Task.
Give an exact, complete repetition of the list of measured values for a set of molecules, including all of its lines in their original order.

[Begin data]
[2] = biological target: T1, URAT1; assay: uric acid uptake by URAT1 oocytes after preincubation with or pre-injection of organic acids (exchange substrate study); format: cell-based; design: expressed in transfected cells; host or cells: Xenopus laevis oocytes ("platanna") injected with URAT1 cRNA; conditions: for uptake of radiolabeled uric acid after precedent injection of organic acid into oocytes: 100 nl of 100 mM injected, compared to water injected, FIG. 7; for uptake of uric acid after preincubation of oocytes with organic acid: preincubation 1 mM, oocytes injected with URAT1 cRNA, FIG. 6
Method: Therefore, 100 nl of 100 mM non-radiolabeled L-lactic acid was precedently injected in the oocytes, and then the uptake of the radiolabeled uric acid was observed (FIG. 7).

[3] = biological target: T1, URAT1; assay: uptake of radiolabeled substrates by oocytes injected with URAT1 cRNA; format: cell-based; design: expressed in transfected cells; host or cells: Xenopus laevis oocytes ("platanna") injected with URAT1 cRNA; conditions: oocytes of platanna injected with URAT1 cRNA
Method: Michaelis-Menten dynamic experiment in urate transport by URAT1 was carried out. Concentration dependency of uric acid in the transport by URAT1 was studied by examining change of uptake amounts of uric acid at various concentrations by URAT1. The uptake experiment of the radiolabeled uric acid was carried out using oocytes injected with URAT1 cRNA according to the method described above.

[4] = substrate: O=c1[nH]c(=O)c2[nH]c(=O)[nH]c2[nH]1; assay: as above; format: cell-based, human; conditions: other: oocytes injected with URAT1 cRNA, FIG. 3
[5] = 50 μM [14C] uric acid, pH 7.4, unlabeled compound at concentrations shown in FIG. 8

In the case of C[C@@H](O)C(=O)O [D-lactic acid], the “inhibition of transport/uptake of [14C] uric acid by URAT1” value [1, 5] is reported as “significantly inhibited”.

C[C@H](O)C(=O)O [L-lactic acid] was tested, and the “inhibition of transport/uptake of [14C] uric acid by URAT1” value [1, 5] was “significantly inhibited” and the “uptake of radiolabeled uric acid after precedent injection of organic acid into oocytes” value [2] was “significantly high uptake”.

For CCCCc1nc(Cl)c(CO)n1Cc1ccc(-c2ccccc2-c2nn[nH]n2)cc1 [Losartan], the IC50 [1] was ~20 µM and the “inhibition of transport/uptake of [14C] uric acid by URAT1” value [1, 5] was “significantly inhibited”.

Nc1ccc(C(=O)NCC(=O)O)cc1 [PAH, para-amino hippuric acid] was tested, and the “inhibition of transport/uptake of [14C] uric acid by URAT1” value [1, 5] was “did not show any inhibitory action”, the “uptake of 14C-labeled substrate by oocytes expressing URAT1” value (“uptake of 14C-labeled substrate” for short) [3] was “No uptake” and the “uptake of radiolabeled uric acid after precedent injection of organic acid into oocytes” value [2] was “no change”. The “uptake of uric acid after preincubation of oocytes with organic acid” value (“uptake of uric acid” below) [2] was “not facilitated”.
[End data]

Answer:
[2] = biological target: T1, URAT1; assay: uric acid uptake by URAT1 oocytes after preincubation with or pre-injection of organic acids (exchange substrate study); format: cell-based; design: expressed in transfected cells; host or cells: Xenopus laevis oocytes ("platanna") injected with URAT1 cRNA; conditions: for uptake of radiolabeled uric acid after precedent injection of organic acid into oocytes: 100 nl of 100 mM injected, compared to water injected, FIG. 7; for uptake of uric acid after preincubation of oocytes with organic acid: preincubation 1 mM, oocytes injected with URAT1 cRNA, FIG. 6
Method: Therefore, 100 nl of 100 mM non-radiolabeled L-lactic acid was precedently injected in the oocytes, and then the uptake of the radiolabeled uric acid was observed (FIG. 7).

[3] = biological target: T1, URAT1; assay: uptake of radiolabeled substrates by oocytes injected with URAT1 cRNA; format: cell-based; design: expressed in transfected cells; host or cells: Xenopus laevis oocytes ("platanna") injected with URAT1 cRNA; conditions: oocytes of platanna injected with URAT1 cRNA
Method: Michaelis-Menten dynamic experiment in urate transport by URAT1 was carried out. Concentration dependency of uric acid in the transport by URAT1 was studied by examining change of uptake amounts of uric acid at various concentrations by URAT1. The uptake experiment of the radiolabeled uric acid was carried out using oocytes injected with URAT1 cRNA according to the method described above.

[4] = substrate: O=c1[nH]c(=O)c2[nH]c(=O)[nH]c2[nH]1; assay: as above; format: cell-based, human; conditions: other: oocytes injected with URAT1 cRNA, FIG. 3
[5] = 50 μM [14C] uric acid, pH 7.4, unlabeled compound at concentrations shown in FIG. 8

In the case of C[C@@H](O)C(=O)O [D-lactic acid], the “inhibition of transport/uptake of [14C] uric acid by URAT1” value [1, 5] is reported as “significantly inhibited”.

C[C@H](O)C(=O)O [L-lactic acid] was tested, and the “inhibition of transport/uptake of [14C] uric acid by URAT1” value [1, 5] was “significantly inhibited” and the “uptake of radiolabeled uric acid after precedent injection of organic acid into oocytes” value [2] was “significantly high uptake”.

For CCCCc1nc(Cl)c(CO)n1Cc1ccc(-c2ccccc2-c2nn[nH]n2)cc1 [Losartan], the IC50 [1] was ~20 µM and the “inhibition of transport/uptake of [14C] uric acid by URAT1” value [1, 5] was “significantly inhibited”.

Nc1ccc(C(=O)NCC(=O)O)cc1 [PAH, para-amino hippuric acid] was tested, and the “inhibition of transport/uptake of [14C] uric acid by URAT1” value [1, 5] was “did not show any inhibitory action”, the “uptake of 14C-labeled substrate by oocytes expressing URAT1” value (“uptake of 14C-labeled substrate” for short) [3] was “No uptake” and the “uptake of radiolabeled uric acid after precedent injection of organic acid into oocytes” value [2] was “no change”. The “uptake of uric acid after preincubation of oocytes with organic acid” value (“uptake of uric acid” below) [2] was “not facilitated”.